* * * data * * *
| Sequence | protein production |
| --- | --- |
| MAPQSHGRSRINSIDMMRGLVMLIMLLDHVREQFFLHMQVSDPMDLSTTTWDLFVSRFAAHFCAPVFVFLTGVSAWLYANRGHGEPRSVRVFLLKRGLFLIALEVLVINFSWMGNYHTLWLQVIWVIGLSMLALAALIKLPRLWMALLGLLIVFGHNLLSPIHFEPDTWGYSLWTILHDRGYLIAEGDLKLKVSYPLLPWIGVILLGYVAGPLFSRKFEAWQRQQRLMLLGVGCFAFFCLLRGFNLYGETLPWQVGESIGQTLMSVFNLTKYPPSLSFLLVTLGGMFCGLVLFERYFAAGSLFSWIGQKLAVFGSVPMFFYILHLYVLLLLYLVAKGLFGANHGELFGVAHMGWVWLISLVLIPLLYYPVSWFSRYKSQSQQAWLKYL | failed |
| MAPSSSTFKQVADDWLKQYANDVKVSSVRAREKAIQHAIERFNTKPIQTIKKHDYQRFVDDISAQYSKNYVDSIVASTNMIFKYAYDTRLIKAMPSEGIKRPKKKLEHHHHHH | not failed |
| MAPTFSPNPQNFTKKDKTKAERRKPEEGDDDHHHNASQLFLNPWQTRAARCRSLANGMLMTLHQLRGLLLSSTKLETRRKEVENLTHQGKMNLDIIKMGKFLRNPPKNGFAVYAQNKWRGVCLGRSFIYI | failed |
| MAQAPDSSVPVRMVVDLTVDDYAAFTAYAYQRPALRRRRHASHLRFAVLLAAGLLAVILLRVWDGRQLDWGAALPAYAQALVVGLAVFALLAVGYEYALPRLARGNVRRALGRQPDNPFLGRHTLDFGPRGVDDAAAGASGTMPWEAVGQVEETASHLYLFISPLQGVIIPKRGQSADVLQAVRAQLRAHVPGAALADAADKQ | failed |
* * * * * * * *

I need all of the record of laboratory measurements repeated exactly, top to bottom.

| Sequence | protein production |
| --- | --- |
| MAPQSHGRSRINSIDMMRGLVMLIMLLDHVREQFFLHMQVSDPMDLSTTTWDLFVSRFAAHFCAPVFVFLTGVSAWLYANRGHGEPRSVRVFLLKRGLFLIALEVLVINFSWMGNYHTLWLQVIWVIGLSMLALAALIKLPRLWMALLGLLIVFGHNLLSPIHFEPDTWGYSLWTILHDRGYLIAEGDLKLKVSYPLLPWIGVILLGYVAGPLFSRKFEAWQRQQRLMLLGVGCFAFFCLLRGFNLYGETLPWQVGESIGQTLMSVFNLTKYPPSLSFLLVTLGGMFCGLVLFERYFAAGSLFSWIGQKLAVFGSVPMFFYILHLYVLLLLYLVAKGLFGANHGELFGVAHMGWVWLISLVLIPLLYYPVSWFSRYKSQSQQAWLKYL | failed |
| MAPSSSTFKQVADDWLKQYANDVKVSSVRAREKAIQHAIERFNTKPIQTIKKHDYQRFVDDISAQYSKNYVDSIVASTNMIFKYAYDTRLIKAMPSEGIKRPKKKLEHHHHHH | not failed |
| MAPTFSPNPQNFTKKDKTKAERRKPEEGDDDHHHNASQLFLNPWQTRAARCRSLANGMLMTLHQLRGLLLSSTKLETRRKEVENLTHQGKMNLDIIKMGKFLRNPPKNGFAVYAQNKWRGVCLGRSFIYI | failed |
| MAQAPDSSVPVRMVVDLTVDDYAAFTAYAYQRPALRRRRHASHLRFAVLLAAGLLAVILLRVWDGRQLDWGAALPAYAQALVVGLAVFALLAVGYEYALPRLARGNVRRALGRQPDNPFLGRHTLDFGPRGVDDAAAGASGTMPWEAVGQVEETASHLYLFISPLQGVIIPKRGQSADVLQAVRAQLRAHVPGAALADAADKQ | failed |